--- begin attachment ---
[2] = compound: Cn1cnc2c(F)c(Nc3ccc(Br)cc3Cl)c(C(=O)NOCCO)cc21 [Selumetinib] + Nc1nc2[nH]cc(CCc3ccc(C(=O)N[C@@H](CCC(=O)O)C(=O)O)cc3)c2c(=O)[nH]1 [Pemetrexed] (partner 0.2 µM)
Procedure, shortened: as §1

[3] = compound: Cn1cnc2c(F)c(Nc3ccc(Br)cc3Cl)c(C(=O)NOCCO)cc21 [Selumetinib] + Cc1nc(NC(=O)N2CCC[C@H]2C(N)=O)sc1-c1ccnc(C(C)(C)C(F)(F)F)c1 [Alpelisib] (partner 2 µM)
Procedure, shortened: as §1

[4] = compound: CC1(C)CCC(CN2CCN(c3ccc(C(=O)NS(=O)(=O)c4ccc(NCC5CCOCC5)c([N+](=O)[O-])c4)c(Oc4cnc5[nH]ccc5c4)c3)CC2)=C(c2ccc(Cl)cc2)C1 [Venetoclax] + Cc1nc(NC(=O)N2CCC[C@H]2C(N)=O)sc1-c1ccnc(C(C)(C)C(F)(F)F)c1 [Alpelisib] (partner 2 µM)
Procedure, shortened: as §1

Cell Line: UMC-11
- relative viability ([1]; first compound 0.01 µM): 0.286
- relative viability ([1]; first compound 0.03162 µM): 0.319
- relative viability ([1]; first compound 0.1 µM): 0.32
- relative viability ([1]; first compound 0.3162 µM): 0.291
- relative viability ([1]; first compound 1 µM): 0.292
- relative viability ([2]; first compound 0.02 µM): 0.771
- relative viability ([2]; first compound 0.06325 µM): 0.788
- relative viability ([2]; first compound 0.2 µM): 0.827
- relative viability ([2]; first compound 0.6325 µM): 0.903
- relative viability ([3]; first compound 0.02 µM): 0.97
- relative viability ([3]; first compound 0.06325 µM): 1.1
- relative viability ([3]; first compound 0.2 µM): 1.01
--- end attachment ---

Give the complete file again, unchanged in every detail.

[2] = compound: Cn1cnc2c(F)c(Nc3ccc(Br)cc3Cl)c(C(=O)NOCCO)cc21 [Selumetinib] + Nc1nc2[nH]cc(CCc3ccc(C(=O)N[C@@H](CCC(=O)O)C(=O)O)cc3)c2c(=O)[nH]1 [Pemetrexed] (partner 0.2 µM)
Procedure, shortened: as §1

[3] = compound: Cn1cnc2c(F)c(Nc3ccc(Br)cc3Cl)c(C(=O)NOCCO)cc21 [Selumetinib] + Cc1nc(NC(=O)N2CCC[C@H]2C(N)=O)sc1-c1ccnc(C(C)(C)C(F)(F)F)c1 [Alpelisib] (partner 2 µM)
Procedure, shortened: as §1

[4] = compound: CC1(C)CCC(CN2CCN(c3ccc(C(=O)NS(=O)(=O)c4ccc(NCC5CCOCC5)c([N+](=O)[O-])c4)c(Oc4cnc5[nH]ccc5c4)c3)CC2)=C(c2ccc(Cl)cc2)C1 [Venetoclax] + Cc1nc(NC(=O)N2CCC[C@H]2C(N)=O)sc1-c1ccnc(C(C)(C)C(F)(F)F)c1 [Alpelisib] (partner 2 µM)
Procedure, shortened: as §1

Cell Line: UMC-11
- relative viability ([1]; first compound 0.01 µM): 0.286
- relative viability ([1]; first compound 0.03162 µM): 0.319
- relative viability ([1]; first compound 0.1 µM): 0.32
- relative viability ([1]; first compound 0.3162 µM): 0.291
- relative viability ([1]; first compound 1 µM): 0.292
- relative viability ([2]; first compound 0.02 µM): 0.771
- relative viability ([2]; first compound 0.06325 µM): 0.788
- relative viability ([2]; first compound 0.2 µM): 0.827
- relative viability ([2]; first compound 0.6325 µM): 0.903
- relative viability ([3]; first compound 0.02 µM): 0.97
- relative viability ([3]; first compound 0.06325 µM): 1.1
- relative viability ([3]; first compound 0.2 µM): 1.01